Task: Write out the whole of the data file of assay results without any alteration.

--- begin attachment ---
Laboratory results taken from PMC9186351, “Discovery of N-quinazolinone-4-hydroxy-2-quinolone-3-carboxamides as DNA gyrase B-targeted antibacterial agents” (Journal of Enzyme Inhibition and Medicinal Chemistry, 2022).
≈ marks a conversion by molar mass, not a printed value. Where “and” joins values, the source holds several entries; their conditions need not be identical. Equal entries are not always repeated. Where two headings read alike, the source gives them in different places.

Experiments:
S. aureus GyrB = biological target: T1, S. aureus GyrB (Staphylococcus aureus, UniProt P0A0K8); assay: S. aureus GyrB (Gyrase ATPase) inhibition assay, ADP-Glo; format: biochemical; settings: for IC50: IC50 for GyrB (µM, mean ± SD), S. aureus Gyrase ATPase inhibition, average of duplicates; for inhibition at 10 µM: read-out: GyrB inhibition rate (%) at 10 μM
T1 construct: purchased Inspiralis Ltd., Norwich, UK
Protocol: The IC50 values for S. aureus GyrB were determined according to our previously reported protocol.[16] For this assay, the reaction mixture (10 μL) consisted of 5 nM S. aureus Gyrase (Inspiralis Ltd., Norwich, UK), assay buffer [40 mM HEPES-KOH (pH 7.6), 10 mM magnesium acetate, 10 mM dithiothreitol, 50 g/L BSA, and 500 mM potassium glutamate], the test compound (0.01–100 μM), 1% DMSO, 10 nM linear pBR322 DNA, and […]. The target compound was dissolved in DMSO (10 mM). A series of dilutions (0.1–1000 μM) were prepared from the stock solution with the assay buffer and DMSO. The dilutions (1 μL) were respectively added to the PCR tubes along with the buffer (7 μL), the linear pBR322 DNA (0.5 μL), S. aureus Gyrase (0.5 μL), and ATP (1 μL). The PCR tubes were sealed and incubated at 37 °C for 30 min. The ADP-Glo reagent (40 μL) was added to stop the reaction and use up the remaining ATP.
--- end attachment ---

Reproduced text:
Laboratory results taken from PMC9186351, “Discovery of N-quinazolinone-4-hydroxy-2-quinolone-3-carboxamides as DNA gyrase B-targeted antibacterial agents” (Journal of Enzyme Inhibition and Medicinal Chemistry, 2022).
≈ marks a conversion by molar mass, not a printed value. Where “and” joins values, the source holds several entries; their conditions need not be identical. Equal entries are not always repeated. Where two headings read alike, the source gives them in different places.

Experiments:
S. aureus GyrB = biological target: T1, S. aureus GyrB (Staphylococcus aureus, UniProt P0A0K8); assay: S. aureus GyrB (Gyrase ATPase) inhibition assay, ADP-Glo; format: biochemical; settings: for IC50: IC50 for GyrB (µM, mean ± SD), S. aureus Gyrase ATPase inhibition, average of duplicates; for inhibition at 10 µM: read-out: GyrB inhibition rate (%) at 10 μM
T1 construct: purchased Inspiralis Ltd., Norwich, UK
Protocol: The IC50 values for S. aureus GyrB were determined according to our previously reported protocol.[16] For this assay, the reaction mixture (10 μL) consisted of 5 nM S. aureus Gyrase (Inspiralis Ltd., Norwich, UK), assay buffer [40 mM HEPES-KOH (pH 7.6), 10 mM magnesium acetate, 10 mM dithiothreitol, 50 g/L BSA, and 500 mM potassium glutamate], the test compound (0.01–100 μM), 1% DMSO, 10 nM linear pBR322 DNA, and […]. The target compound was dissolved in DMSO (10 mM). A series of dilutions (0.1–1000 μM) were prepared from the stock solution with the assay buffer and DMSO. The dilutions (1 μL) were respectively added to the PCR tubes along with the buffer (7 μL), the linear pBR322 DNA (0.5 μL), S. aureus Gyrase (0.5 μL), and ATP (1 μL). The PCR tubes were sealed and incubated at 37 °C for 30 min. The ADP-Glo reagent (40 μL) was added to stop the reaction and use up the remaining ATP.